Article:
CW: This piece contains mentions of sexual assault.
If you’ve been to the gym, you’ve probably found yourself glancing up at the TVs more than once. On the cardio machines especially, it is difficult to look at anything else. Even if you’ve brought reading, or are watching videos on your phone, your gaze eventually and inevitably drifts upward. Your attention might fall on ESPN sports coverage, it might fall on the never-ending parade of political horror that is CNN these days. If you’re me, whether you like it or not, you can’t help but let your eyes land on HLN. By day, a fairly innocuous, if ridiculous, news network (I recall one afternoon on the elliptical watching a fifteen-minute-long segment on how to pronounce Anthony Weiner and Rod Rosenstein’s last names). As day fades into night, though, HLN shifts, its screens filling up with true crime documentaries.
The exact content of these documentaries varies, but the basic nature stays the same: an exploration of someone (usually a man) who does violent and murderous things to other someones (usually women). While these documentaries tend to show little more than interviews, grainy footage from Ted Bundy’s trial, vague shots of highways and houses in the night, they can also get horrifically graphic. I recall in particular working out on the elliptical one evening when HLN was broadcasting a program on a serial rapist, which abruptly shifted from mere interviews to a re-enactment of a woman being stalked, kidnapped, and physically attacked. Luckily, the documentary returned to interview footage before the worst of the violence. What struck me most as I tried to grapple with what had just been broadcasted in a university gym for entertainment value was that the reenactment was from the perspective of the attacker, that the viewer was forced to see what he saw, to narrow in on this woman as a hunter might narrow in on prey.
That evening I decided I’d had enough. I went home and crafted an email to the faculty in charge of the gym TVs, asking that they please change the channel to something less potentially traumatizing. The staff member was apologetic, if a bit patronizing, explaining to me that news and sports channels generally provide the most “satisfaction” to gym-goers, and asking if I was sure I’d watched something on HLN as opposed to CNN. They said they would attempt to resolve the problem, and I heard nothing further. HLN stayed on the TVs for the rest of the semester. Feeling ignored and trivialized, I let the issue drop.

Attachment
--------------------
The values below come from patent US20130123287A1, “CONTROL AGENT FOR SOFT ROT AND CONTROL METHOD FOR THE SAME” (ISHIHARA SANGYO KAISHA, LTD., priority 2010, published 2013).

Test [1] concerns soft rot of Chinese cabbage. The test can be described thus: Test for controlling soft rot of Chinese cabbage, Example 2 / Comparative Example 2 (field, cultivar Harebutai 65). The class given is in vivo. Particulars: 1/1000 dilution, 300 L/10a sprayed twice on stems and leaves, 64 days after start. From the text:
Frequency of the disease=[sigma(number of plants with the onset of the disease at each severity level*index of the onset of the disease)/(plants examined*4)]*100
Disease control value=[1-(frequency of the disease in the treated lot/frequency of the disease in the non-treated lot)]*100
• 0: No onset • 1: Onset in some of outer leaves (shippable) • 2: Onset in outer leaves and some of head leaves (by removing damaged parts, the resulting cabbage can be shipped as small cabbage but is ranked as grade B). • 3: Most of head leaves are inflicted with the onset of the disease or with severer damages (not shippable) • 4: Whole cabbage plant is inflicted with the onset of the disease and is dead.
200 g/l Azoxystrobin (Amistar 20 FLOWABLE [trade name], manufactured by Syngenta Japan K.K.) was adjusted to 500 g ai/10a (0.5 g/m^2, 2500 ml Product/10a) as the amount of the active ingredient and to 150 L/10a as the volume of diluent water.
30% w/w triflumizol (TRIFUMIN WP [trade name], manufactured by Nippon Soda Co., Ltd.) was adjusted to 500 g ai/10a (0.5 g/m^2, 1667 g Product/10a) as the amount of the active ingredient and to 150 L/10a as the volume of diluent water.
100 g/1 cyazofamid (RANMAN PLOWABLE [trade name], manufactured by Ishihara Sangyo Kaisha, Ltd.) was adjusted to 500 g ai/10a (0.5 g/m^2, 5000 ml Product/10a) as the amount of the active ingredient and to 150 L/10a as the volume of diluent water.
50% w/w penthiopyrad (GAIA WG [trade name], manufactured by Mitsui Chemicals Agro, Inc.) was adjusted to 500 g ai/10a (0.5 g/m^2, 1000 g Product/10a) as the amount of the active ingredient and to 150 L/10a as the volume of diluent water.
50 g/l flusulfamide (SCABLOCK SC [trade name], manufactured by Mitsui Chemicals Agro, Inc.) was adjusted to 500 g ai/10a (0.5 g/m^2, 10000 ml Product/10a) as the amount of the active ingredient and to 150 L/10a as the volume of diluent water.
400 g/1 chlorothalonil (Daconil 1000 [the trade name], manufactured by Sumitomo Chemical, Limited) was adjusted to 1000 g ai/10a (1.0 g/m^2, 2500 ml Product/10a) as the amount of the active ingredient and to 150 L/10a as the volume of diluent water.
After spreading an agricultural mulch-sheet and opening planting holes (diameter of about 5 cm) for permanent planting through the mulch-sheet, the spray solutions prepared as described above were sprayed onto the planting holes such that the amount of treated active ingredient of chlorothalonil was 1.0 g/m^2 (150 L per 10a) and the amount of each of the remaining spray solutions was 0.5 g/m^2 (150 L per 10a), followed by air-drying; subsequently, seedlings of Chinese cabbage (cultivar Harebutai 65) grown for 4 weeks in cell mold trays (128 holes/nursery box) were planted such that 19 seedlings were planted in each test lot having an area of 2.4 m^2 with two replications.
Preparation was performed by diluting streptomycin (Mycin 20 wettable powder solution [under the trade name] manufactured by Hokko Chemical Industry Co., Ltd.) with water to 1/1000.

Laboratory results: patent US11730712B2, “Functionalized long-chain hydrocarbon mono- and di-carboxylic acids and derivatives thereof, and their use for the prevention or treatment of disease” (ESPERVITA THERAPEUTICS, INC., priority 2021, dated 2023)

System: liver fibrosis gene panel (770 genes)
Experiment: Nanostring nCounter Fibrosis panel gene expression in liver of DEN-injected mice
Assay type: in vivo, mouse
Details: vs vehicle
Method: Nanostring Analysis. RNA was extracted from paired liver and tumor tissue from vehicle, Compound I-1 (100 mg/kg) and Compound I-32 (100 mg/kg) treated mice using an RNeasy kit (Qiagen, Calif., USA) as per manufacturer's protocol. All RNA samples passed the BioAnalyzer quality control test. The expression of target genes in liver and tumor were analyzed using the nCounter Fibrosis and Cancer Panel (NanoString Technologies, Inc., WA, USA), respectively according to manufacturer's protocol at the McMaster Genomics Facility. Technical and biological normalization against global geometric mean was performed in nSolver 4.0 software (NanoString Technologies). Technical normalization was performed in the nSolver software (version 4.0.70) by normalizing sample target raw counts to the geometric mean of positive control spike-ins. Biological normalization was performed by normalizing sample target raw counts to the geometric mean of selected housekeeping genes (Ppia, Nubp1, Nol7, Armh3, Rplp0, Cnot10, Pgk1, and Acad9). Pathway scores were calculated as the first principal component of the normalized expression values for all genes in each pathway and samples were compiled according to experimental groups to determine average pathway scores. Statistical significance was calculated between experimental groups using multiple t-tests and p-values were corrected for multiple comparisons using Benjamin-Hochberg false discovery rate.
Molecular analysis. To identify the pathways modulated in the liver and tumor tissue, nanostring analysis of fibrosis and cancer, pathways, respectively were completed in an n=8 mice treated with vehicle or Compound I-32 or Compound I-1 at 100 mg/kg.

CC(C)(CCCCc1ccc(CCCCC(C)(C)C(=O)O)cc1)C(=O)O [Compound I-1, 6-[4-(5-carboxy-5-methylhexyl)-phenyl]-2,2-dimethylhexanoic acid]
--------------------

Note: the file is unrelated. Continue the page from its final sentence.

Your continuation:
This semester though, returning and finding that, if anything, HLN had become even more murder-centric than ever before, I made a WesAdmits post and discovered that many more students felt as uncomfortable, frustrated, and disturbed as I did. With the help of WSA member Keishan Cristophe ’19 who contacted the deans on my behalf, HLN vanished from the gym TVs, replaced with HGTV—for which I’m very grateful, not least because I’ve sorely missed having regular access to “Love It or List It.”
The issue with the TVs is a simple one, relatively small, seemingly easy to fix, and yet speaks to larger structural issues. As I’ve said, it is most difficult for those of us using the ellipticals and stair-steppers to avoid looking at the TVs, and, as anyone who frequents Freeman can confirm, those machines are an incredibly woman-heavy space. This is not to say that anyone was intentionally trying to expose the women of Wesleyan to traumatic content—I do not claim that this was in any way an intentional misogyny. It was, however, a functional misogyny. Violence against women was being used for entertainment value, and was presented in such a way that scores of women had no choice but to watch it, to see nightmare scenarios they’ve been warned against since they were old enough to go out without a chaperone splashed casually across a fitness center TV, apparently mundane enough to be seen in the same glance as slo-mo replays and congressional proceedings. It is a simple issue, but a pivotal and pernicious one, and we would be remiss to ignore it. At least, though, we can now consider it while watching home makeover shows.
Jaime Marvin is a member of the class of 2019 and can be reached at email@example.com.